California looks to ban tobacco product discounts after state's recent $2-a-pack tax hike

A shop owner sells a pack of cigarettes to a customer in San Francisco.
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A California lawmaker has proposed a statewide measure to ban retailers from accepting coupons that lower the price of tobacco products.

It follows California this month more than doubling the tax on cigarettes.

The legislation, proposed by California Assemblyman Kevin McCarty (D-Sacramento), would prohibit the redemption of all coupons and promotional discounts for tobacco products.

"California has led the nation in its fight against tobacco by enacting some of the strongest anti-tobacco laws on the books," said McCarty in a release. "Sadly, the tobacco industry continues to trick customers into becoming long-term addicts by artificially lowering the price of tobacco products."

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McCarty's release said similar legislation to ban coupons and promotional discounts on tobacco have already been introduced in New York State. Also, certain local jurisdictions have enacted bans, including New York City, Chicago, Berkeley and San Jose.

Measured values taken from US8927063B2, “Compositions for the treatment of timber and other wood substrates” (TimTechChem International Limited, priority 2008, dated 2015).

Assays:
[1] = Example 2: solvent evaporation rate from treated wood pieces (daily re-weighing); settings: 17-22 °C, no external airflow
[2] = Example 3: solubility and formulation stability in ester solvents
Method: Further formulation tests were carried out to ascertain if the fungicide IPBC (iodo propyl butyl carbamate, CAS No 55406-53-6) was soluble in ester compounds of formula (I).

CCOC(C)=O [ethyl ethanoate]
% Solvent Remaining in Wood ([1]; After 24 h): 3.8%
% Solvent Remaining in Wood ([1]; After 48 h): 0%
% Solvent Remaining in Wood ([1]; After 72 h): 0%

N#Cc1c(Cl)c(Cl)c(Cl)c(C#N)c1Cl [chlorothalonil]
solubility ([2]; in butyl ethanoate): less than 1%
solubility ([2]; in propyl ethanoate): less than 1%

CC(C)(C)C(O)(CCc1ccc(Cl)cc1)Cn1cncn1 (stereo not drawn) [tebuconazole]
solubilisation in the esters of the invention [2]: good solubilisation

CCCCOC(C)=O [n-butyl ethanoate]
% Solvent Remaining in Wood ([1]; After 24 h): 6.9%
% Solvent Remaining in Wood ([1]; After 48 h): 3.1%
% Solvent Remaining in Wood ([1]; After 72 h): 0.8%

California voters passed a measure in November to hike the cigarette tax by $2 a pack, up from the earlier 87-cent tax. The hike was meant to discourage people from smoking by raising the price of cigarettes.

But some cigarette companies responded to the $2.87-per-pack tax by offering discounts, the New York Times reported this week. Specifically, it said the company known for Marlboro brand cigarettes, Philip Morris, notified customers by email of a special discount involving three coupons.

"Finding ways to prevent Big Tobacco from undercutting California's recent tobacco tax increase such as prohibiting coupon redemption and multi-pack offers will go a long way to reduce tobacco use and tobacco-related disease, including cancer," Jim Knox, California vice president of the American Cancer Society's Cancer Action Network, said in a release.

CNBC reached out to Altria, parent of Philip Morris USA, for comment.

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